Wednesday, November 27, 2013

Book Review: The Everything Store

The Everything Store, by Brad Stone, is an account of Amazon's first twenty years. Included, of course, is a biography of the company's founder and guiding spirit, Jeff Bezos. Mr. Stone is a journalist for Bloomberg/Business Week, and has long covered Amazon as a reporter. He interviewed many people for this book, but did not score an interview with Mr. Bezos. For this, and also because he has worked hard to make the book readable, he is criticized by some for not writing an accurate, scholarly account. Scholarly it may not be, but I certainly enjoyed reading it.

Mr. Bezos was born of teenage parents, who divorced soon after his birth. He was adopted by his mother's second husband and took his name. For all that, his was a close family to whom he remains intensely loyal. His maternal grandfather, a West Texas rancher, played an especially important role in his life. Accordingly, today he owns 260,000 acres in the Lone Star state--the home of his Blue Origin space travel enterprise.

Typical of great entrepreneurs, Mr. Bezos is a driven, obsessive guy. Like many children, he wanted to be an astronaut when he grew up, and space travel was his abiding interest as a youngster. But, unlike most he never outgrew that passion. Indeed, as I read Mr. Stone's book, my sense is that Blue Origin is even now Bezos' primary passion, with Amazon simply a way to finance it. He spends one day a week on the rocket business--a lot of time for a mere hobby. It's not just a hobby.

Founded in 1994, rode the dot-com bubble to the top, powered by Bezos' intelligence, energy and drive. He had two principles, both borrowed unapologetically from Walmart--the customer is king, and frugality rules. Like Sam Walton, he was brutal on his partners and employees. Shel Kaphan--arguably a co-founder--was sidelined when it became clear that his management skills were not up to the challenge. Mr. Bezos always hired the right people for the job, and as the job changed, the people changed with it. He's an incredibly demanding boss.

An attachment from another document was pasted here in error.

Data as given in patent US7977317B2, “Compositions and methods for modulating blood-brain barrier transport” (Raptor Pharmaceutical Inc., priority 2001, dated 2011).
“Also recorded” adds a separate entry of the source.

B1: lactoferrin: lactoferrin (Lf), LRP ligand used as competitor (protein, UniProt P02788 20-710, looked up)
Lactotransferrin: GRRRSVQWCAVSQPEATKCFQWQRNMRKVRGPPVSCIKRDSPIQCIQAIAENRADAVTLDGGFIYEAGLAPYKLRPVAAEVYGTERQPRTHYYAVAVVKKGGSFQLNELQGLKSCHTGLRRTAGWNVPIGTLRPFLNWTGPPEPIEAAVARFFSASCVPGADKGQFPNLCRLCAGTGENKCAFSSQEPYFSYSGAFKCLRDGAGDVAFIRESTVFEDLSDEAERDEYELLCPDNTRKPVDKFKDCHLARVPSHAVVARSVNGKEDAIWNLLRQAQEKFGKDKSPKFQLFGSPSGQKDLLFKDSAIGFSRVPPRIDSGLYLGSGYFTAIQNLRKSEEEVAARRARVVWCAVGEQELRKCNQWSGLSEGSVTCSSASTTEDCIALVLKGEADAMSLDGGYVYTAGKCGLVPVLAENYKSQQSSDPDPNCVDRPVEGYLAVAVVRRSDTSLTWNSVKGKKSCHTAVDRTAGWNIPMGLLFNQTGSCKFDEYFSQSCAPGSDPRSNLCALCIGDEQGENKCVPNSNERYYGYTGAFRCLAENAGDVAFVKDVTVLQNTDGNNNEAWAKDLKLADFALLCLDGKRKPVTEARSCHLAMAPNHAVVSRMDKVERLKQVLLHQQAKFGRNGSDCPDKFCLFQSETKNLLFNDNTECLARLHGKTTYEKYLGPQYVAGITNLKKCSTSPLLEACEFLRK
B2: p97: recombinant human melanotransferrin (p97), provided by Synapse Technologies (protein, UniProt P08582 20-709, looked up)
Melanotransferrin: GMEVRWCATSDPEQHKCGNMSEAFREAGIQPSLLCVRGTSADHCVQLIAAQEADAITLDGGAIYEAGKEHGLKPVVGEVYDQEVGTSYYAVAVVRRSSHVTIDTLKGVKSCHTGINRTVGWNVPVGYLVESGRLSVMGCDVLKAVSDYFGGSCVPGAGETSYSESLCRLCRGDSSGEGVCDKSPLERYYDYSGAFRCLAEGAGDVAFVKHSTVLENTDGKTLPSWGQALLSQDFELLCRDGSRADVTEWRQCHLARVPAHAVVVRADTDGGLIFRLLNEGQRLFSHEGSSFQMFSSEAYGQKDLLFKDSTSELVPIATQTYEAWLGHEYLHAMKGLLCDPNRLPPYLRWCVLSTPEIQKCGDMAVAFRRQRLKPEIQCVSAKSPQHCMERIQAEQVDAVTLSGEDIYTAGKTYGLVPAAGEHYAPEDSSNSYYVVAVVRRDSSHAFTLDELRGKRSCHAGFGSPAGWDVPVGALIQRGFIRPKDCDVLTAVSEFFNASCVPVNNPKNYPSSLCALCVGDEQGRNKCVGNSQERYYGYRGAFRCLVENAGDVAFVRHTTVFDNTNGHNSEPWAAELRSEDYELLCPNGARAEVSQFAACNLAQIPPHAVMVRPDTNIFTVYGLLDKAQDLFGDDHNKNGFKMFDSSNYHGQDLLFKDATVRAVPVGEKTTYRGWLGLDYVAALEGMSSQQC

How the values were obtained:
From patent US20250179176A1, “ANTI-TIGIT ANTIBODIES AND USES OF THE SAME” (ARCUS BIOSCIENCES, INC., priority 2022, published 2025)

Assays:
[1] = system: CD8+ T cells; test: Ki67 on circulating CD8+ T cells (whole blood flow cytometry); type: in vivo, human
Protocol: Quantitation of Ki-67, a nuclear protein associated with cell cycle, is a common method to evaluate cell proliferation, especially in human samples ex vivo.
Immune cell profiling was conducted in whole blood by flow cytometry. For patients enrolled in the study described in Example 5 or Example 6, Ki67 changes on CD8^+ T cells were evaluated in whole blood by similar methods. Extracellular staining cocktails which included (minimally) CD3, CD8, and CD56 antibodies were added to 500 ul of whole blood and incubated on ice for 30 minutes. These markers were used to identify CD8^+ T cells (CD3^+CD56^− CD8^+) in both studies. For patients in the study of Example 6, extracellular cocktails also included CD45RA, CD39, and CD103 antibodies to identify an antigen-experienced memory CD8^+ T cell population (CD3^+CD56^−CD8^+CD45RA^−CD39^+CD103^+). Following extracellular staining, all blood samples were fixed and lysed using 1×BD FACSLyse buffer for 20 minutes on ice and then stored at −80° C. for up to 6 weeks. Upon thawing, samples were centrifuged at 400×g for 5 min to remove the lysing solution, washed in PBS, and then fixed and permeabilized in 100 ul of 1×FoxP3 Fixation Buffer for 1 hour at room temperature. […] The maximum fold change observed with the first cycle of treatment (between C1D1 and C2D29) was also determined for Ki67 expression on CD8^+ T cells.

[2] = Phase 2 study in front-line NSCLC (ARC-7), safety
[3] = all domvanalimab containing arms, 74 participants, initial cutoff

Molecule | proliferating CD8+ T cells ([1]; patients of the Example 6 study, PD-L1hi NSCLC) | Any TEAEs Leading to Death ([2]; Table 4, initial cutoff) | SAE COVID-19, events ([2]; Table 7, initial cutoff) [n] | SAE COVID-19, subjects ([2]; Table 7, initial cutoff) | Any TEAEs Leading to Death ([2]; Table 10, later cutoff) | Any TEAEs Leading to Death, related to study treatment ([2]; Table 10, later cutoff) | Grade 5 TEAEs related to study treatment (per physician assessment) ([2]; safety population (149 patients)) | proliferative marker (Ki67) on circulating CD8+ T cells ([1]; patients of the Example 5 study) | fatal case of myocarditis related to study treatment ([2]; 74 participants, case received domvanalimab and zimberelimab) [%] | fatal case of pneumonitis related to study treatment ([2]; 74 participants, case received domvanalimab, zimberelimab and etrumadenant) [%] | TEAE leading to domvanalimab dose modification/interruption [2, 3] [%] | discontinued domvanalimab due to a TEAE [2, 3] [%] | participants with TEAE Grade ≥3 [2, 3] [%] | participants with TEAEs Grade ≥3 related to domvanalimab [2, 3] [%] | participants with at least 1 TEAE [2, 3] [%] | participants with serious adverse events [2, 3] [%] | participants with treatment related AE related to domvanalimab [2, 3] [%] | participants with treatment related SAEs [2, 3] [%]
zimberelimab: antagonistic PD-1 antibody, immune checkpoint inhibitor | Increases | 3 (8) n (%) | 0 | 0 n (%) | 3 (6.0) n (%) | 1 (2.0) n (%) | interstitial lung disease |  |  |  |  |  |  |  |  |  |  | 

Mr. Stone reports that the company survived the dot-com bust only by a lucky break. They'd made some ill-advised acquisitions in the late 1990s and burned through a lot of cash. Mr Bezos had already demonstrated his aversion to making a profit. By fortuitous timing, the company scored a generous line of credit just months before the crash. Had that not been available, chances are Amazon would have gone bankrupt.

After the bust, to restore credibility with investors Amazon had to turn a profit. And so they did, for a few years, just long enough to be convincing. But as soon as investors were pacified, Amazon reverted to old habits, reinvesting revenues into the business. The company has gone from being a bookstore to an everything store, to a manufacturer of Kindle, to hosting the Amazon Web Services cloud.

Today Jeff Bezos is worth $27 billion, money that is being invested in Blue Origin. It doesn't come from customers, who are offered the lowest possible prices. Amazon competes with Walmart and Best Buy--margins are tiny. It doesn't come from workers. As a profit-free company, there is no way that workers are exploited in the Marxist sense. They are certainly ill-treated and probably relatively poorly paid, but the proceeds all go to customers, not to Mr. Bezos.

So who's the patsy?

Investors believe Mr. Bezos when he says that Amazon could make a profit if only it wanted to. And maybe that's true. Then again... Either way, they've bid the shares up to almost $400, and that is what funds Blue Origin.

I wouldn't want to work at Amazon. I'm probably too old and I never had the energy level. I certainly will never buy stock in the company--if I want to invest in rocket ships I'll do that directly. The only relationship I want with Amazon is to be a customer.

Because then I get to tell Jeff Bezos what to do.

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